Cause of Death: Cardiomyopathy

Important to provide focused preconception counseling to patients with a family history of chronic conditions including cardiac problems, hypertension and asthma. Increase community awareness of pregnancy risks when a patient has chronic cardiac
Cause of Death: Other Cardiovascular Problems

It is important to stress to patients the benefits of compliance with medical treatments. Be aware of contraindication of administering brethine in women with cardiac conditions. Provide a thorough cardiac assessment and/or obtain cardiac consult prior to discharge for women with known or suspected cardiac conditions. Patients presenting with unusual or atypical symptoms may require a collaborative assessment by providers. Perform thorough cardiac/lung assessments on initial prenatal visits.
Cause of Death: Other Conditions

All healthcare providers must remember the importance of reviewing vital signs. OB providers need to closely monitor pregnant women with chronic illness and provide referrals to specialist for unstable conditions. Increase provider understanding of the unique needs of a pregnant sickle cell patient. Evaluate the level of care required for women with chronic illness based on the individual and status of their condition. It is important for obstetric providers to evaluate liver function tests on pregnant women presenting with right upper quadrant pain. Be aware of contraceptive benefits/risks associated with chronic conditions. Include Healthy Start staff as part of healthcare team. (Care and services should be coordinated). Pregnant women with uncontrolled seizure disorder should be referred to a neurologist for evaluation and consultation for appropriate medication dosing. Providers should consider performing baseline electrolytes and 24 urine test in women with a history of anemia/bulimia. Healthy Start (HS) may need to find creative ways to engage women with multiple social issues to encourage HS participation.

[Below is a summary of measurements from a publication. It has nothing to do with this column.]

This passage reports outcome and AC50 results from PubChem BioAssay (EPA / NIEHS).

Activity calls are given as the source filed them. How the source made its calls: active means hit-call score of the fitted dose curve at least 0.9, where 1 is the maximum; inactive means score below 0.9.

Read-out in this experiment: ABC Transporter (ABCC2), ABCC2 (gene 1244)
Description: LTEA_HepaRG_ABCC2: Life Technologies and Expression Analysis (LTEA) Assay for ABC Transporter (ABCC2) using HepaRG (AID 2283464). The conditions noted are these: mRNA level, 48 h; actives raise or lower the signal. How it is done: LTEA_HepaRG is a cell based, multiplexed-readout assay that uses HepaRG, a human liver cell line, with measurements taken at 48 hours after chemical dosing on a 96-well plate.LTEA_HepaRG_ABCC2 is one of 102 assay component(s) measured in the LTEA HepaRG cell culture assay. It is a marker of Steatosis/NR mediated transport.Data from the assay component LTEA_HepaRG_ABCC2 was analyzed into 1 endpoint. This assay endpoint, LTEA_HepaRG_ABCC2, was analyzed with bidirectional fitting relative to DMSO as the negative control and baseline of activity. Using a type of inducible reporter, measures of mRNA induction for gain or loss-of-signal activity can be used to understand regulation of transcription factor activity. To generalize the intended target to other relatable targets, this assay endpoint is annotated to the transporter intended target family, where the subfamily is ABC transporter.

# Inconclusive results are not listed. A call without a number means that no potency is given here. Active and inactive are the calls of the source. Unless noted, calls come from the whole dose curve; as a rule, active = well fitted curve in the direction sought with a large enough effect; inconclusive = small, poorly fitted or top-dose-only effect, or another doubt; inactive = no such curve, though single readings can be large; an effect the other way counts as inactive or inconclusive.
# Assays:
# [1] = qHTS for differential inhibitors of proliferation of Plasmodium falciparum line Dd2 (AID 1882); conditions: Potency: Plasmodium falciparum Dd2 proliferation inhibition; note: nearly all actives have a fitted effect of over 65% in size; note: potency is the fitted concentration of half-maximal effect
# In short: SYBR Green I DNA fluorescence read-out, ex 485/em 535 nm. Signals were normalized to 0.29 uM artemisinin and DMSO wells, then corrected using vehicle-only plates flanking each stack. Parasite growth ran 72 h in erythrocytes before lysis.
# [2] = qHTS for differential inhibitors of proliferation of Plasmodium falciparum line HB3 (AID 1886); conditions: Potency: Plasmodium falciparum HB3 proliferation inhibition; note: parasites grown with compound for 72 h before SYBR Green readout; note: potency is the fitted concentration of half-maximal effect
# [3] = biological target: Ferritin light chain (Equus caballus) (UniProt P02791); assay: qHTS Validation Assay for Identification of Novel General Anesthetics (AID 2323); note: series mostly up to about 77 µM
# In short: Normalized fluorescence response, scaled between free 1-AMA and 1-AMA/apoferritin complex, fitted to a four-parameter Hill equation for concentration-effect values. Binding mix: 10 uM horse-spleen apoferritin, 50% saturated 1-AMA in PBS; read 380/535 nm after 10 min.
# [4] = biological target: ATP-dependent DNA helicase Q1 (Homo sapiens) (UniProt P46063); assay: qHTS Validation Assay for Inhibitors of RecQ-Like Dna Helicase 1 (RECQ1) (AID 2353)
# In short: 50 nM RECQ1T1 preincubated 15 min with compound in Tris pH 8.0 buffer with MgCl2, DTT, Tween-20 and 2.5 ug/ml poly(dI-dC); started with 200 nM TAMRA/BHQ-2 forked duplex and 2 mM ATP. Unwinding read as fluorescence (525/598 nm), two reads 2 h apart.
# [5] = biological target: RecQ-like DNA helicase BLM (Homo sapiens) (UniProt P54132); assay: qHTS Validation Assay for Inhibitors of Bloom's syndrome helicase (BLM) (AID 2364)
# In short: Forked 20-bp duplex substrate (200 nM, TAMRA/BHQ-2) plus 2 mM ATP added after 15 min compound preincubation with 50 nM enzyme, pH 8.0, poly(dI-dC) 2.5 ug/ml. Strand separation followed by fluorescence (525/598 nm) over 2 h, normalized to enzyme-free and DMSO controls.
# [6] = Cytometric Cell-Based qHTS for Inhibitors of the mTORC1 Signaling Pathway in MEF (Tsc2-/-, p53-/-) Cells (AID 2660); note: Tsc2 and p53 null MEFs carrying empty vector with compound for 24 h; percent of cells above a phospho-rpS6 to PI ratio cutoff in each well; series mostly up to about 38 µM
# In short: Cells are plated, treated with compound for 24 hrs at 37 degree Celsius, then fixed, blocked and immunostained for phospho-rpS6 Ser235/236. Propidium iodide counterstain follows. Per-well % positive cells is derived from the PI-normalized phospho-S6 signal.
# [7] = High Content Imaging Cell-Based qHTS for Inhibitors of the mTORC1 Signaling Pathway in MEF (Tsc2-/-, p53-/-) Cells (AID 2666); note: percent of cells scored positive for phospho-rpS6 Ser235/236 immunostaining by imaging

Other Recommendations

Encourage Medical Examiners to perform autopsy on sudden unexplained deaths even if substance abuse is a factor. It is important for prenatal records to be sent to delivering hospital prior to the 36th week. Consider adding a special category for coding of pregnancy-related deaths due to respiratory infection. The entire medical chart should be made available for medical chart reviewers. Electronic records should include the nursing progress notes. It is important to document the cause of death (COD) completely and correctly on death certificates. In 2009, the pregnancy-related mortality ratio in Florida was 26.2. This was a significant increase from the 2008 pregnancy-related mortality ratio of 14.3 (p= 0.004). The increase in pregnancy-related deaths in 2009 is largely attributed to the deaths due to ectopic pregnancy and influenza. A special analysis is currently underway to examine the increase in the number of deaths due to ectopic pregnancy. It is our hope that recommendations for improvements in providing care will result in a reduction or prevention of pregnancy-related deaths in the future. Postpartum Education Systems need to be in place to assure that the needs